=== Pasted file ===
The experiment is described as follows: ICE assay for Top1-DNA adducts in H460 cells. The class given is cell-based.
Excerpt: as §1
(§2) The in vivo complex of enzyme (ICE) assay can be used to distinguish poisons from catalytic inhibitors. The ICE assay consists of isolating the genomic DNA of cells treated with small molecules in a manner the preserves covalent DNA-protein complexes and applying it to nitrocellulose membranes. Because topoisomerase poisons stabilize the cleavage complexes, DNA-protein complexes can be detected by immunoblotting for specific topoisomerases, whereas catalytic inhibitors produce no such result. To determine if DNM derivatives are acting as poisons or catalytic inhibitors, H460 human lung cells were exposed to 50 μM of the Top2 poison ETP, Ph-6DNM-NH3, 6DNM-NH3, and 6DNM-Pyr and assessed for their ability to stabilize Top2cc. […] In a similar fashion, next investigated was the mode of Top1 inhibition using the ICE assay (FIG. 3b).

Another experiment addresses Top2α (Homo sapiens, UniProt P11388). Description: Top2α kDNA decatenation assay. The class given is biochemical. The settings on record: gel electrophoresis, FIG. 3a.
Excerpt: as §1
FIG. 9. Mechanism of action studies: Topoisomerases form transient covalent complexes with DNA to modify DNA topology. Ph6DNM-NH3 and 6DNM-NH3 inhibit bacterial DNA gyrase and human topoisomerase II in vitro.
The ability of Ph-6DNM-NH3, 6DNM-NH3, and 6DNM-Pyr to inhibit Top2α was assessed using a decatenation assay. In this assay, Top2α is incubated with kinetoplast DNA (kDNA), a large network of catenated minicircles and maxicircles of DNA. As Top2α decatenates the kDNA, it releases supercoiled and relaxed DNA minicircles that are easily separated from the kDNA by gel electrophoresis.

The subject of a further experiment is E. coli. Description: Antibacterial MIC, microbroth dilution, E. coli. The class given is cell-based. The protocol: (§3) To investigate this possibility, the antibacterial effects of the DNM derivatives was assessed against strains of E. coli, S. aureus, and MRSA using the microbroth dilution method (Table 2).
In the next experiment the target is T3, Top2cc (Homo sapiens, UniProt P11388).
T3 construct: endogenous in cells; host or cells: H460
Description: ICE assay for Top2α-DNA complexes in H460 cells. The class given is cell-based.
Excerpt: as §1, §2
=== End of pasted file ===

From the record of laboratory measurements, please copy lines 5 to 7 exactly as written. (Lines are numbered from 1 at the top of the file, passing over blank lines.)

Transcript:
Excerpt: as §1
FIG. 9. Mechanism of action studies: Topoisomerases form transient covalent complexes with DNA to modify DNA topology. Ph6DNM-NH3 and 6DNM-NH3 inhibit bacterial DNA gyrase and human topoisomerase II in vitro.
The ability of Ph-6DNM-NH3, 6DNM-NH3, and 6DNM-Pyr to inhibit Top2α was assessed using a decatenation assay. In this assay, Top2α is incubated with kinetoplast DNA (kDNA), a large network of catenated minicircles and maxicircles of DNA. As Top2α decatenates the kDNA, it releases supercoiled and relaxed DNA minicircles that are easily separated from the kDNA by gel electrophoresis.